well you’re my friend (it’s what you told me) and can you see (what’s inside of me) many times we’ve been out drinking and many times we’ve shared our thoughts but did you ever, ever notice the kind of thoughts I got well you know I have a love a love for everyone I know and you know I have a drive to live I won’t let go but can you see its opposition comes a-rising up sometimes that it’s dreadful and position comes blacking in my mind
and that I see a darkness and that I see a darkness and that I see a darkness and that I see a darkness and did you know how much I love you is a hope that somehow you you can save me from this darkness_
From I See a Darkness, Bonny ‘Prince’ Billy
STOREFRONT is pleased to present DUNKLE WOLKE: an exhibition curated by William Powhida featuring the work of Ellie Ga, David McBride, Bjoern Meyer Ebrecht, Jenny Vogel, and Bill Abdale. Opening reception, June 3 from 6-9PM. Exhibition continues through June 26. For more information visit: www.storefrontbk.com.
The artists in Dunkle Wolke are people I consider to be friends, or at least people I’ve shared a drink and a discussion about art with. They are artists who also have some experience with darkness in all its forms from the purely formal to the emotional weight of loneliness. They talk about darkness as a condition of their environment, history, politics, a color, or personal relationships that often takes on the form of what Bjoern Meyer-Ebrecht describes as an ‘ominous shape’. For me, the ominous shape is an expression of anxiety about the production of art and a search for meaning in an often chaotic world where historical narratives break down into reality without the authority of history and moral intention. Through the process of putting reality into a narrative, we attempt give it meaning making it a contentious site to be written and unwritten giving rise to a tension between form and language.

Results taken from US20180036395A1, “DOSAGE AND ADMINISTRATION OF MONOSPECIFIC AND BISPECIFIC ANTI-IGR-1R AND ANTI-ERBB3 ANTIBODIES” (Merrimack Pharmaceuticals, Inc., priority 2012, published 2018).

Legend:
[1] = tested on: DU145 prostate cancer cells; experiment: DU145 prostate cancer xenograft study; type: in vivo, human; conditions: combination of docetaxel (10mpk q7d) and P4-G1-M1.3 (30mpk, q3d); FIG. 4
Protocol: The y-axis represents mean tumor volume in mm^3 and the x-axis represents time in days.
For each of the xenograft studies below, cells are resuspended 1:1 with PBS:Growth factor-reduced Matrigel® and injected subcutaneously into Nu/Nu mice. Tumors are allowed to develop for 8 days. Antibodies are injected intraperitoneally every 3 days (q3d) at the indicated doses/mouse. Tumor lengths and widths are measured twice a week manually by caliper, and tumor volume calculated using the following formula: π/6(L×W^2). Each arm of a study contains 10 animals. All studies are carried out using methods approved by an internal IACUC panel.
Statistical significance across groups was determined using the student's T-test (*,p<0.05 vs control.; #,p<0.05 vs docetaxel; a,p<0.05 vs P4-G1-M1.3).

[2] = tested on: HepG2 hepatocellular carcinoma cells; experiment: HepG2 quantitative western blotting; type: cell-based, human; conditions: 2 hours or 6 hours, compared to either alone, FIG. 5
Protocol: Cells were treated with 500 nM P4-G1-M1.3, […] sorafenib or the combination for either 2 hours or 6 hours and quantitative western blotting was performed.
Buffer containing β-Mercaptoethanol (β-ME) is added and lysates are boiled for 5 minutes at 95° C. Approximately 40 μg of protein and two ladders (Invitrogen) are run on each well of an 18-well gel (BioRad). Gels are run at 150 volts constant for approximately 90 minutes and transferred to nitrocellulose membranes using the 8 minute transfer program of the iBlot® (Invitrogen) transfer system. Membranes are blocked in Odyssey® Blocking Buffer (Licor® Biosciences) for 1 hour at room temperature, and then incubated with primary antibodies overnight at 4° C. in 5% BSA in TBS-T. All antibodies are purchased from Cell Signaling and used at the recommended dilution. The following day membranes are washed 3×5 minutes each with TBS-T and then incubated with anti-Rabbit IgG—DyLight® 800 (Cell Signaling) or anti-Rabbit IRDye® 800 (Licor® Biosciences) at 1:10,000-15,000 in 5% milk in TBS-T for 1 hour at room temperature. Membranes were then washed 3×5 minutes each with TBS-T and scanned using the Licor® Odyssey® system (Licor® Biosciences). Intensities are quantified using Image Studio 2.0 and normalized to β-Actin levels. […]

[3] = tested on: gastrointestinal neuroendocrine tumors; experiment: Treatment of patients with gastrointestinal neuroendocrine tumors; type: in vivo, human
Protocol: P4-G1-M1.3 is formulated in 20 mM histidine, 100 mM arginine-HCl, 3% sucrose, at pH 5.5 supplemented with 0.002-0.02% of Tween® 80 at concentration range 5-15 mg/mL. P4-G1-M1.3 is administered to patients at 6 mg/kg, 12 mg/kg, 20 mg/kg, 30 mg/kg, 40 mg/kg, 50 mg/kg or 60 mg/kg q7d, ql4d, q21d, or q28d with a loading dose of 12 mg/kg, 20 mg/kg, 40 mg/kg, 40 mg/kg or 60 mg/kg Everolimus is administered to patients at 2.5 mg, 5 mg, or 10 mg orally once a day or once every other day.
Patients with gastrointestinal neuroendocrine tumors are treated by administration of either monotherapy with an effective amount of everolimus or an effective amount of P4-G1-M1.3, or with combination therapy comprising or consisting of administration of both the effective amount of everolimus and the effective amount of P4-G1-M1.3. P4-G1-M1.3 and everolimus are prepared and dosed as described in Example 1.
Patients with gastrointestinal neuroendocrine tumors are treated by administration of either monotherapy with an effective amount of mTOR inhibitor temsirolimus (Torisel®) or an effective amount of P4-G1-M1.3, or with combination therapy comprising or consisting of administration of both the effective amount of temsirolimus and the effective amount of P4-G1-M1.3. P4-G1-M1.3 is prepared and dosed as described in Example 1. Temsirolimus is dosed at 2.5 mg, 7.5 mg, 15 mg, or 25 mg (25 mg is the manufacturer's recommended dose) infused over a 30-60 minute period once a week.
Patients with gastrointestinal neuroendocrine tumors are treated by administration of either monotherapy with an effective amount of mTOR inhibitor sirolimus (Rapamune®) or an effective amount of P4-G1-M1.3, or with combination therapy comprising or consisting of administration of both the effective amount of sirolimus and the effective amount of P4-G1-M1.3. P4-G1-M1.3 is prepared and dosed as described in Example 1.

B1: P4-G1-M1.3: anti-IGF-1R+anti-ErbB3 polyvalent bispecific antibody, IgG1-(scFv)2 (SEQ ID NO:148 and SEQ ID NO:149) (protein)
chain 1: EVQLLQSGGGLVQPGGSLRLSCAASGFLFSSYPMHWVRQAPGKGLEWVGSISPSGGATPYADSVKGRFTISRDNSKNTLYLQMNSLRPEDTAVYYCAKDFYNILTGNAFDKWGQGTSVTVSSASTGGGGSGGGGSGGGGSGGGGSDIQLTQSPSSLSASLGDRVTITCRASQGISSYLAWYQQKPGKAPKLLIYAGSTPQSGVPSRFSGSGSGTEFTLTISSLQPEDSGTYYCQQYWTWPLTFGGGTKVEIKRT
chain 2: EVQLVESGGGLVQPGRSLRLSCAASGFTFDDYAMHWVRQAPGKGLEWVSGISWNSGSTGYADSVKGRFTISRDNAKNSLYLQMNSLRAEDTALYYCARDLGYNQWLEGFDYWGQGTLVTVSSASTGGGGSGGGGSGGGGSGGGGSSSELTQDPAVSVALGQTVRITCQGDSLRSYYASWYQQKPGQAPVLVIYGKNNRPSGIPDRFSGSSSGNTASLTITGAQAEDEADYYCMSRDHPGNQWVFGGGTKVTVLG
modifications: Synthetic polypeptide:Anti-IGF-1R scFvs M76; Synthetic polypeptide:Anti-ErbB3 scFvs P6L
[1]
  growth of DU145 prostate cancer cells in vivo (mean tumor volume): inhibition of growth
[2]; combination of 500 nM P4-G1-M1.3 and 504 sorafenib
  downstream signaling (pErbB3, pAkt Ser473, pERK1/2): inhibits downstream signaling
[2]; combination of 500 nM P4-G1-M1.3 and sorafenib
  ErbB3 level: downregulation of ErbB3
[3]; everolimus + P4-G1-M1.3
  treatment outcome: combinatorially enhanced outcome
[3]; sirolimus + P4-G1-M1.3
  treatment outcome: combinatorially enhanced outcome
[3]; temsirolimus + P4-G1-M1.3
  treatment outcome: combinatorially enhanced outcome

These tensions between reality and history, language and form are present in the works of the artists, all of whom I think about when I consider art’s relationship to the authority of history and its certainty of intention, which I do not share. Bill Abdale’s series of large-scale charcoal drawings examine the surfaces of the books he has read including Dosteyevsky’s meditation on morality “Crime and Punishment”. Through the process of reproduction, Bill traces what has been lost, scarred, and destroyed through use and interpretation. Ellie Ga’s performance, “Catalog of the Lost”, seeks to rediscover what has been presumed to be lost to history by exploring the fate of an arctic expedition. Her photographs in the show, “Fissures” are beautiful documents of her own 5 month arctic expedition, which was as much as an inward exploration as it was of the environment her ship became literally frozen in. David McBride’s dark paintings of grottos and sunsets contrast starkly with his own abstract forms, painstakingly rendered with subtle corruptions of color and registration. The tensions between the precision of his CMK process and touch create an anxious state that is mirrored in the curious relationship between representation and abstraction in his paintings. They share an uneasy co-existence that also marks Bjoern Meyer-Ebrechts sculptures and re-assembled books. The relationship between Modernist theory, represented by soft cover textbooks, and their abstract supports is uncertain, undermining the authority of both. This textual cityscape is also paired with black hard-cover books Bjoern has reshaped into angular, winged forms that imply another kind of horizon in space, echoing the tension between flatness and depth in all the artists’ pictoral space. Jenny Vogel’s video of a slowly spinning meteorite perhaps encapsulates these tensions, as the alien form threatens to invade the world, scrapping against the surface of the screen. It may also be the ultimate ominous shape, a truly free-floating darkness that rises up in opposition.
All of the works are equivocal representations of time, distance, and space with unfixed beginnings and end points that remain ominously close to darkness and the ambiguity of vision. They question our certainty about history, but they don’t give in to chaos. They are rescued by beauty, maybe even love without sentimentality, a love for process and possibility that art can provide some meaning and relief to the anxiety of living. Even I have to believe that sometimes.